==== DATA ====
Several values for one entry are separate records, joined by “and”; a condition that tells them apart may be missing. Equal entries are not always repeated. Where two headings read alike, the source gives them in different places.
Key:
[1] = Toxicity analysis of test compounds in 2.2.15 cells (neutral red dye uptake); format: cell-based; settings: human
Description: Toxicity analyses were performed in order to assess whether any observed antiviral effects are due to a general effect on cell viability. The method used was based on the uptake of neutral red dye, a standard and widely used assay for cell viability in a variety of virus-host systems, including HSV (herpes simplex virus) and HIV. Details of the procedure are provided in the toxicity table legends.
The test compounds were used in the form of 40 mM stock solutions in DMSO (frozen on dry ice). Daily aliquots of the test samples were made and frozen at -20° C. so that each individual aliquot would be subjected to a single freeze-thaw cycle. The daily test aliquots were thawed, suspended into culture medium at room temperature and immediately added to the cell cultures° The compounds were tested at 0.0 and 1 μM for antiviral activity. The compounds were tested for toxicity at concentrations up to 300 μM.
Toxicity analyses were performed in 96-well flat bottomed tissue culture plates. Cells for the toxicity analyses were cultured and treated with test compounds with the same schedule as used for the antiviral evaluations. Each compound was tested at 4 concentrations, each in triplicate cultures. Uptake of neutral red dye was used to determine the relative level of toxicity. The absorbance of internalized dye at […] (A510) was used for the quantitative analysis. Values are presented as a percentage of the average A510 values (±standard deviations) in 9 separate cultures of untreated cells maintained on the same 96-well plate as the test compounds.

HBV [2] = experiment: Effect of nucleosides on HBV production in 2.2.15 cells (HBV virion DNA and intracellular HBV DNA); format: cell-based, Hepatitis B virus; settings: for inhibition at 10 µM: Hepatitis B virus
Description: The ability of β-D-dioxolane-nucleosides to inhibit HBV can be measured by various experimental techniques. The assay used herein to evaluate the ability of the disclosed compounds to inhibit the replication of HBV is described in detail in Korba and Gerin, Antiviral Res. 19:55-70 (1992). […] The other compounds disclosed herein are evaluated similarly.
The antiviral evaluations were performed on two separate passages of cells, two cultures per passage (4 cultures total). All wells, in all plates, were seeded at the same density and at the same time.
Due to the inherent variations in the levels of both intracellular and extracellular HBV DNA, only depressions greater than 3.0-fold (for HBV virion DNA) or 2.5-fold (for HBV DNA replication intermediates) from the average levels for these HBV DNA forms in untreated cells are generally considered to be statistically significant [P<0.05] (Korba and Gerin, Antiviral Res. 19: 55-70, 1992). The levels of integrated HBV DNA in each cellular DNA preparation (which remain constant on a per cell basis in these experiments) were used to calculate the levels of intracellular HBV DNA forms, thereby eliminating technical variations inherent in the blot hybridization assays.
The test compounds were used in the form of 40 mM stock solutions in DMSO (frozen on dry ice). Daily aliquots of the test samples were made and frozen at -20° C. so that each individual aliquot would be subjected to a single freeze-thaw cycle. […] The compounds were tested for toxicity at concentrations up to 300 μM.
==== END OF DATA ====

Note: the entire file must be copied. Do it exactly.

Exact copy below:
Several values for one entry are separate records, joined by “and”; a condition that tells them apart may be missing. Equal entries are not always repeated. Where two headings read alike, the source gives them in different places.
Key:
[1] = Toxicity analysis of test compounds in 2.2.15 cells (neutral red dye uptake); format: cell-based; settings: human
Description: Toxicity analyses were performed in order to assess whether any observed antiviral effects are due to a general effect on cell viability. The method used was based on the uptake of neutral red dye, a standard and widely used assay for cell viability in a variety of virus-host systems, including HSV (herpes simplex virus) and HIV. Details of the procedure are provided in the toxicity table legends.
The test compounds were used in the form of 40 mM stock solutions in DMSO (frozen on dry ice). Daily aliquots of the test samples were made and frozen at -20° C. so that each individual aliquot would be subjected to a single freeze-thaw cycle. The daily test aliquots were thawed, suspended into culture medium at room temperature and immediately added to the cell cultures° The compounds were tested at 0.0 and 1 μM for antiviral activity. The compounds were tested for toxicity at concentrations up to 300 μM.
Toxicity analyses were performed in 96-well flat bottomed tissue culture plates. Cells for the toxicity analyses were cultured and treated with test compounds with the same schedule as used for the antiviral evaluations. Each compound was tested at 4 concentrations, each in triplicate cultures. Uptake of neutral red dye was used to determine the relative level of toxicity. The absorbance of internalized dye at […] (A510) was used for the quantitative analysis. Values are presented as a percentage of the average A510 values (±standard deviations) in 9 separate cultures of untreated cells maintained on the same 96-well plate as the test compounds.

HBV [2] = experiment: Effect of nucleosides on HBV production in 2.2.15 cells (HBV virion DNA and intracellular HBV DNA); format: cell-based, Hepatitis B virus; settings: for inhibition at 10 µM: Hepatitis B virus
Description: The ability of β-D-dioxolane-nucleosides to inhibit HBV can be measured by various experimental techniques. The assay used herein to evaluate the ability of the disclosed compounds to inhibit the replication of HBV is described in detail in Korba and Gerin, Antiviral Res. 19:55-70 (1992). […] The other compounds disclosed herein are evaluated similarly.
The antiviral evaluations were performed on two separate passages of cells, two cultures per passage (4 cultures total). All wells, in all plates, were seeded at the same density and at the same time.
Due to the inherent variations in the levels of both intracellular and extracellular HBV DNA, only depressions greater than 3.0-fold (for HBV virion DNA) or 2.5-fold (for HBV DNA replication intermediates) from the average levels for these HBV DNA forms in untreated cells are generally considered to be statistically significant [P<0.05] (Korba and Gerin, Antiviral Res. 19: 55-70, 1992). The levels of integrated HBV DNA in each cellular DNA preparation (which remain constant on a per cell basis in these experiments) were used to calculate the levels of intracellular HBV DNA forms, thereby eliminating technical variations inherent in the blot hybridization assays.
The test compounds were used in the form of 40 mM stock solutions in DMSO (frozen on dry ice). Daily aliquots of the test samples were made and frozen at -20° C. so that each individual aliquot would be subjected to a single freeze-thaw cycle. […] The compounds were tested for toxicity at concentrations up to 300 μM.